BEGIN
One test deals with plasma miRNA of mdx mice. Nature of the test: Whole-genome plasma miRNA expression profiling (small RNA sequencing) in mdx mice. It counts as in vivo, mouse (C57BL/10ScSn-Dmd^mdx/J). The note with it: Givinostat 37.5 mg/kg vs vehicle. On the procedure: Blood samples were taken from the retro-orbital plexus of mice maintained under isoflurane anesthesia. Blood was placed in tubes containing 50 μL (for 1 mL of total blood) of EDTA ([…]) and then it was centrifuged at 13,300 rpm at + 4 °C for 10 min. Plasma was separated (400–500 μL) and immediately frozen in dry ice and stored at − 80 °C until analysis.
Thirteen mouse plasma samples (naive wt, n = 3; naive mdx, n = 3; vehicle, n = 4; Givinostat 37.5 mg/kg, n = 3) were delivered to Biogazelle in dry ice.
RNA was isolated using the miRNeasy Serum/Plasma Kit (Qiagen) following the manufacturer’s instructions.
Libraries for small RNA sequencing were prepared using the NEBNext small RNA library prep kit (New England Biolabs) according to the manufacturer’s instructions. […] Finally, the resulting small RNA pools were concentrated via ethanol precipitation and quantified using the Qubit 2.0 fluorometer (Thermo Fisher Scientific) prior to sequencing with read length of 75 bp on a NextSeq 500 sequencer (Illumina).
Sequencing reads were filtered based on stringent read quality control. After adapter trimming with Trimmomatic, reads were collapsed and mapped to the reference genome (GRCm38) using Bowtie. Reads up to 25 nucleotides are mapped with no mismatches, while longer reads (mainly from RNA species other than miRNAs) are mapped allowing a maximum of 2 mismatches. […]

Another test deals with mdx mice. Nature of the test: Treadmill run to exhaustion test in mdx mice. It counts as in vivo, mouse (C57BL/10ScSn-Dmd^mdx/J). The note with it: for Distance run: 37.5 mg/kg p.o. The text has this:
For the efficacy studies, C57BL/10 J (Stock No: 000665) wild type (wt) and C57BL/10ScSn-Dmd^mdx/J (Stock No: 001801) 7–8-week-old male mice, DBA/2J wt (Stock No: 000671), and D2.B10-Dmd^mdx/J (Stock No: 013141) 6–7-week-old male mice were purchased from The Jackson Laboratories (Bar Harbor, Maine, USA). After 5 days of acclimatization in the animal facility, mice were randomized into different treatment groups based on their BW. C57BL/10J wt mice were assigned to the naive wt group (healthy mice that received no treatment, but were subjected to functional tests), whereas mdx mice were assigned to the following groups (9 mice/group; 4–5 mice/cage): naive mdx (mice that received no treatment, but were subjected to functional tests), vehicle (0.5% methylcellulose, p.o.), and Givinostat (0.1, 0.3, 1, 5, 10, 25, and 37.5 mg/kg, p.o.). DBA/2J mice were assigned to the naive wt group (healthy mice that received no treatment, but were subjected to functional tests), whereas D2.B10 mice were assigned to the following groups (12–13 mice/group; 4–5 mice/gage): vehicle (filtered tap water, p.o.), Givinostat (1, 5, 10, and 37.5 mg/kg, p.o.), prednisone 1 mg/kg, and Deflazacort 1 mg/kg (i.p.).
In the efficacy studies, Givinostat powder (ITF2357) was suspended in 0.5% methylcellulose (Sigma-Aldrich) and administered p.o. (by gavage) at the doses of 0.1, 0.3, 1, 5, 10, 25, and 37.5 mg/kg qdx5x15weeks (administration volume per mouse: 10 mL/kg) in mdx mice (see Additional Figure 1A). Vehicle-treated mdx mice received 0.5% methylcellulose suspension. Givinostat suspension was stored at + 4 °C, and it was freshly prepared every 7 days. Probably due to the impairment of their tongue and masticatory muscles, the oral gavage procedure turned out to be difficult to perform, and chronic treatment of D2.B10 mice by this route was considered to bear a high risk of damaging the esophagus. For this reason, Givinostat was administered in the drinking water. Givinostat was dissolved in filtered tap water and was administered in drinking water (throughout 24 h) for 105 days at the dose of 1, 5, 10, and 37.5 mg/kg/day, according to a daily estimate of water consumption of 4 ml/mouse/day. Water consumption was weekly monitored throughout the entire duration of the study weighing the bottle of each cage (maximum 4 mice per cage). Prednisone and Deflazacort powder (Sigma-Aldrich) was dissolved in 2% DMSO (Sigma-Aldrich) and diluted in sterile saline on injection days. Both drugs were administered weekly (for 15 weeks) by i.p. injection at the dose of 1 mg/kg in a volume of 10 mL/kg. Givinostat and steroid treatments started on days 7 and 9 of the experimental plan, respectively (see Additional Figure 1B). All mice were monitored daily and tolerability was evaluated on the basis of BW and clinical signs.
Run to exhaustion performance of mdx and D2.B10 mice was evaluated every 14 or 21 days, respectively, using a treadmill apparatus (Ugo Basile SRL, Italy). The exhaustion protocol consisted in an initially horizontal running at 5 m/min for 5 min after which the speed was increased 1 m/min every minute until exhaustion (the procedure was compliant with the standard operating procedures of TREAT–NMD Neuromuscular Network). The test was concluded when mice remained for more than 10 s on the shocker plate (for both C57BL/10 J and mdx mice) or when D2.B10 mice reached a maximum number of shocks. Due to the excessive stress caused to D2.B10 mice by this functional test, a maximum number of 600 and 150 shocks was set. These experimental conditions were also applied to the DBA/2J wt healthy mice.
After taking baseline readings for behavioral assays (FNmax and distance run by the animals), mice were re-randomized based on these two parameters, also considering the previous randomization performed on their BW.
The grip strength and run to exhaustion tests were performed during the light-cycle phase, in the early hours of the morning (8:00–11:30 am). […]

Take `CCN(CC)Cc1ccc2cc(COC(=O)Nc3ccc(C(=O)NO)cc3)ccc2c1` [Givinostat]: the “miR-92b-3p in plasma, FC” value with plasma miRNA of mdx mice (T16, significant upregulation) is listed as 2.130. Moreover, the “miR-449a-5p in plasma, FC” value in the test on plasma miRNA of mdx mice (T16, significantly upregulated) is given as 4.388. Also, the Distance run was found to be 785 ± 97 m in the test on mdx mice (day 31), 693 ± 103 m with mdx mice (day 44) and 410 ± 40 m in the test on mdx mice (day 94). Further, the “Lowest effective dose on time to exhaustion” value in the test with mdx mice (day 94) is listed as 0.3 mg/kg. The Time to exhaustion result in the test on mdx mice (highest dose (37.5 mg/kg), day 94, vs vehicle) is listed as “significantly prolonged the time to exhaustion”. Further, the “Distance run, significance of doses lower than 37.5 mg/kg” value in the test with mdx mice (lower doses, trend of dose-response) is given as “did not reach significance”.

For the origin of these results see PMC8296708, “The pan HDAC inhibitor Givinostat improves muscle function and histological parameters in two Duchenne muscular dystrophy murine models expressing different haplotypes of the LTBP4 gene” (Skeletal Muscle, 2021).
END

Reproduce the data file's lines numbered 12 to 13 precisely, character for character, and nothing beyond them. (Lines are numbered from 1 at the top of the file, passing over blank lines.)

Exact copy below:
Take `CCN(CC)Cc1ccc2cc(COC(=O)Nc3ccc(C(=O)NO)cc3)ccc2c1` [Givinostat]: the “miR-92b-3p in plasma, FC” value with plasma miRNA of mdx mice (T16, significant upregulation) is listed as 2.130. Moreover, the “miR-449a-5p in plasma, FC” value in the test on plasma miRNA of mdx mice (T16, significantly upregulated) is given as 4.388. Also, the Distance run was found to be 785 ± 97 m in the test on mdx mice (day 31), 693 ± 103 m with mdx mice (day 44) and 410 ± 40 m in the test on mdx mice (day 94). Further, the “Lowest effective dose on time to exhaustion” value in the test with mdx mice (day 94) is listed as 0.3 mg/kg. The Time to exhaustion result in the test on mdx mice (highest dose (37.5 mg/kg), day 94, vs vehicle) is listed as “significantly prolonged the time to exhaustion”. Further, the “Distance run, significance of doses lower than 37.5 mg/kg” value in the test with mdx mice (lower doses, trend of dose-response) is given as “did not reach significance”.

For the origin of these results see PMC8296708, “The pan HDAC inhibitor Givinostat improves muscle function and histological parameters in two Duchenne muscular dystrophy murine models expressing different haplotypes of the LTBP4 gene” (Skeletal Muscle, 2021).